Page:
In addition to the close reading of a range of texts, narratives, essays, and art objects, students will participate in writing activities, the interpretation and evaluation of texts, and critical and argumentative debates. 

This is a 10-credit point unit and has been designed to ensure that the time needed to complete the required volume of learning to the requisite standard is approximately 150 hours in total across the semester. To achieve a passing standard in this unit, students will find it helpful to engage in the full range of learning activities and assessments utilised in this unit. The learning and teaching and assessment strategies include a range of approaches to support learning such as reading, reflection, discussion. 

Assessment strategy and rationale

This 600-level unit is designed to include assessment tasks that build content knowledge and higher-order research and analytic skills. 

The close reading task requires students to demonstrate a capacity to apply considered critical responses to cultural texts in relation to James Joyce’s Ulysses.

The research essay requires students to produce a theoretically acute, graduate-level, interdisciplinary analysis of key texts on a topic proposed in consultation with the instructor. It is intended to develop skills in locating and evaluating sources on Ulysses and related texts, developing a sustained evidence-based argument, and active engagement with key theory debates.

The assessment tasks for this unit have been designed to contribute to high-quality student learning by both helping students learn (assessment for learning), and by measuring explicit evidence of their learning (assessment of learning). Assessments have been developed to meet the unit learning outcomes and develop graduate attributes consistent with University assessment requirements. These have been designed so that they use a variety of tasks to measure the different learning outcomes at a level suitable for graduate studies in the subject area. 

Minimum Achievement Standards

The assessment tasks and their weighting for this unit are designed to demonstrate achievement of each learning outcome. In order to pass this unit, students are required to submit all assessment tasks, meet the learning outcomes of the unit and achieve a minimum overall passing grade of 50%.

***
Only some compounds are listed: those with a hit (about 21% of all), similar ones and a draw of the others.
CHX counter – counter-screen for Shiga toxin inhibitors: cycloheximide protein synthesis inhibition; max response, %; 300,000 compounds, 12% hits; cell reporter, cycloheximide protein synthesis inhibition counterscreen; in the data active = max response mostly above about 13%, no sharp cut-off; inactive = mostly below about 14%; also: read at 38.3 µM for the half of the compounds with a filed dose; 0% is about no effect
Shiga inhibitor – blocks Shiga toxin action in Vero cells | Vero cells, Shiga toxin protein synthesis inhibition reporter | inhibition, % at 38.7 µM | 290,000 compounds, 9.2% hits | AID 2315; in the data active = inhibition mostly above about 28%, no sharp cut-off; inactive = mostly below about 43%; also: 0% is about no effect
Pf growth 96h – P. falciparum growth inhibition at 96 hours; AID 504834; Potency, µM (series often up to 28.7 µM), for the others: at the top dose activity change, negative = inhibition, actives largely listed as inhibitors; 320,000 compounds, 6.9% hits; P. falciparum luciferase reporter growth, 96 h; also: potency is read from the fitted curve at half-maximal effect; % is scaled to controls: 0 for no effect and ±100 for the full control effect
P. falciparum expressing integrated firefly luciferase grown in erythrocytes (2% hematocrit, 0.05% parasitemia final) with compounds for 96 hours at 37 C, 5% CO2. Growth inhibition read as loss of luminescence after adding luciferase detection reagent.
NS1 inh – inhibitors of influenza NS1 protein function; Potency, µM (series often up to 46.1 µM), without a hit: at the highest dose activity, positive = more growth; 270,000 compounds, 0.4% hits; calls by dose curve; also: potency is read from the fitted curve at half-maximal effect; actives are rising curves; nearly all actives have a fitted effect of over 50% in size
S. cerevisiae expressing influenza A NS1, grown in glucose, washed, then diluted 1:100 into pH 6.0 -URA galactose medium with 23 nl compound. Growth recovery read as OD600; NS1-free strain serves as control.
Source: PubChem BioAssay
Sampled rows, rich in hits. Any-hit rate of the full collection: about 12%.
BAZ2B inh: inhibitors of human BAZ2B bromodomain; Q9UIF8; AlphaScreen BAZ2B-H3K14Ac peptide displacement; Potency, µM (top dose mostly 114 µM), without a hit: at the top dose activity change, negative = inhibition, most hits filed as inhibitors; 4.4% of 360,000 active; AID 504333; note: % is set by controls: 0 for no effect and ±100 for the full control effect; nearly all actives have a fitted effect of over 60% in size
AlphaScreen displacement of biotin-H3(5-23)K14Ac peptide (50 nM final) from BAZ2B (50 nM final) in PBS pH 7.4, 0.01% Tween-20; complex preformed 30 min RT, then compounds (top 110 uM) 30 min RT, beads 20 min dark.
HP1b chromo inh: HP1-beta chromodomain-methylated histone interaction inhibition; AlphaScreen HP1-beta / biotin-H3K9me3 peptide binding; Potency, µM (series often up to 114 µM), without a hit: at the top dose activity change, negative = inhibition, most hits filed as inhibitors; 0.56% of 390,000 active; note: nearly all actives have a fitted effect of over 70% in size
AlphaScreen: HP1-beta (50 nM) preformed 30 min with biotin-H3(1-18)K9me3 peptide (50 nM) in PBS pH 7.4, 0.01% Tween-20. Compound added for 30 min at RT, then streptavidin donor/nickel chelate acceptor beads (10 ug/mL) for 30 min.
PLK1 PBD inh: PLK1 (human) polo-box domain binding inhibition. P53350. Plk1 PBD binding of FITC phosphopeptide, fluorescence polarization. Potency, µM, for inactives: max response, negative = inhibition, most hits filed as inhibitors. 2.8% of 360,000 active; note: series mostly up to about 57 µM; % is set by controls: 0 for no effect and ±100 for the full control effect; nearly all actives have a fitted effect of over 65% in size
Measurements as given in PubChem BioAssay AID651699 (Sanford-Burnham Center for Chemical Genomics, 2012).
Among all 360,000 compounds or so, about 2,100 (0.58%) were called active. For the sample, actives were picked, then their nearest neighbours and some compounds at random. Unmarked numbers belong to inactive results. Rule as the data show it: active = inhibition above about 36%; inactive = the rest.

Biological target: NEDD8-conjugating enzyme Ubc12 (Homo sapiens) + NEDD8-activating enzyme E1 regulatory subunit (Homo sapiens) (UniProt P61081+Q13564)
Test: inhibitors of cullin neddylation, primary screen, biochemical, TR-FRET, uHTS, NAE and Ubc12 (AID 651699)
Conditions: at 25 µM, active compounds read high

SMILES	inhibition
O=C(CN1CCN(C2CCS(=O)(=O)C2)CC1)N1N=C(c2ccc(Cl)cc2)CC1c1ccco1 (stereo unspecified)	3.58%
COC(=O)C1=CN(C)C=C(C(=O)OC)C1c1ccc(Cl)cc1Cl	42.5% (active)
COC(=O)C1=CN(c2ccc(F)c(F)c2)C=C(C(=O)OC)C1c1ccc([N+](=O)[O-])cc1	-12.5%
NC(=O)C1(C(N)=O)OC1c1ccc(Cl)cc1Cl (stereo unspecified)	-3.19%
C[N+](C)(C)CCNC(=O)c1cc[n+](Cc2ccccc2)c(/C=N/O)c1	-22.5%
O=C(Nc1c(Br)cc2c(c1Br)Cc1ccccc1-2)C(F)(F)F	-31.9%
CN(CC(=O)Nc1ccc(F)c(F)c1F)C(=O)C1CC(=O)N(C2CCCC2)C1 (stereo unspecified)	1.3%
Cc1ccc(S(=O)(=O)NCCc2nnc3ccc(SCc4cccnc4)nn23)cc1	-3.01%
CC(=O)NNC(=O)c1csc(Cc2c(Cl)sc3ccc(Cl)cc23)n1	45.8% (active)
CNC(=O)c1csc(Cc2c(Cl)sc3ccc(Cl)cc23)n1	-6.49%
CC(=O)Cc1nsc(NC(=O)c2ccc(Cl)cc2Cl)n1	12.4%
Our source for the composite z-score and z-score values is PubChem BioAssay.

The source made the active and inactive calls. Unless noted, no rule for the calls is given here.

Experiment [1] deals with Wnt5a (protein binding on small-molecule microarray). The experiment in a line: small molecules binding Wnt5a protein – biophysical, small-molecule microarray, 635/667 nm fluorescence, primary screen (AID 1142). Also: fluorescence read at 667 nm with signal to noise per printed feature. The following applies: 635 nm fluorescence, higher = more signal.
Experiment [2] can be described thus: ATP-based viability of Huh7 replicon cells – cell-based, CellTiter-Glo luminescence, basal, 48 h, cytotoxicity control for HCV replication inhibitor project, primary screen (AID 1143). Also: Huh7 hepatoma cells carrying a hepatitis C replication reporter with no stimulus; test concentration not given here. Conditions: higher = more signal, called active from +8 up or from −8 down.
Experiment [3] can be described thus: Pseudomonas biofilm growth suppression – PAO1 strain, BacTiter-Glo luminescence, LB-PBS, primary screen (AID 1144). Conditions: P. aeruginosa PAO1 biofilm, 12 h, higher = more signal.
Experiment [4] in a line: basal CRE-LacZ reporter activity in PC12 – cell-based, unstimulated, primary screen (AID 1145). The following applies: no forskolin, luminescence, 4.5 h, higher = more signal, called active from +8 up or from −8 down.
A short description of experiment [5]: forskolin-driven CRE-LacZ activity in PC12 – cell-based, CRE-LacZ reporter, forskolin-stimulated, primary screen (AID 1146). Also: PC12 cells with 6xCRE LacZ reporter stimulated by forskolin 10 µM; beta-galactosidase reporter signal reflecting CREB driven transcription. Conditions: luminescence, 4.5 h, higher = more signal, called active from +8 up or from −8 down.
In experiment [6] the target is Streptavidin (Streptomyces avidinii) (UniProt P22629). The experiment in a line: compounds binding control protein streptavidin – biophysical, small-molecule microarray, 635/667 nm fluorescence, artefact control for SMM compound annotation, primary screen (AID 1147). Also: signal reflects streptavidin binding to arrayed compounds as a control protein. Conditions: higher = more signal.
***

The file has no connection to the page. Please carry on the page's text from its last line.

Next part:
Overview of assessments

Brief Description of Kind and Purpose of Assessment TasksWeightingLearning OutcomesGraduate Attributes

Assessment Task 1: Close reading: challenging disciplinary norms

This task requires students to produce analyses that challenge disciplinary norms.


LO1, LO2

GA1, GA4, GA5, GA7, GA8, GA9

Assessment Task 2: Research Essay

This task requires students to produce a theoretically acute, graduate-level, interdisciplinary analysis of key texts or authors in relation to the unit, on a topic proposed in consultation with the instructor.


LO1, LO2, LO3, LO4

GA1, GA3, GA4, GA5, GA6, GA7, GA8, GA9, GA10

Representative texts and references

Book of Kells

Eliot, T. S., The Waste Land (London: Faber and Faber, 2010).

Ellmann, Richard, James Joyce (Oxford: Oxford University Press, 1982).

Gifford, Don, Ulysses Annotated: Notes for James Joyce’s Ulysses. (Berkeley: University of California Press, 2008).

Gilbert, Stuart, James Joyce’s Ulysses: A Study . (New York: Vintage, 1955). 

Homer, Odyssey, trans. by Stanley Lombardo (Indianapolis: Hackett, 2000).

Joyce, James, Ulysses. (Cambridge: Cambridge University Press, 2022).

 Kitcher, Philip, Joyce’s Ulysses: Philosophical Perspectives. (Oxford: Oxford University Press, 2020).

 Swift, Jonathan, Gulliver’s Travels. (London: Penguin, 2010).

 Wilde, Oscar, The Picture of Dorian Gray. (London: Penguin, 2010).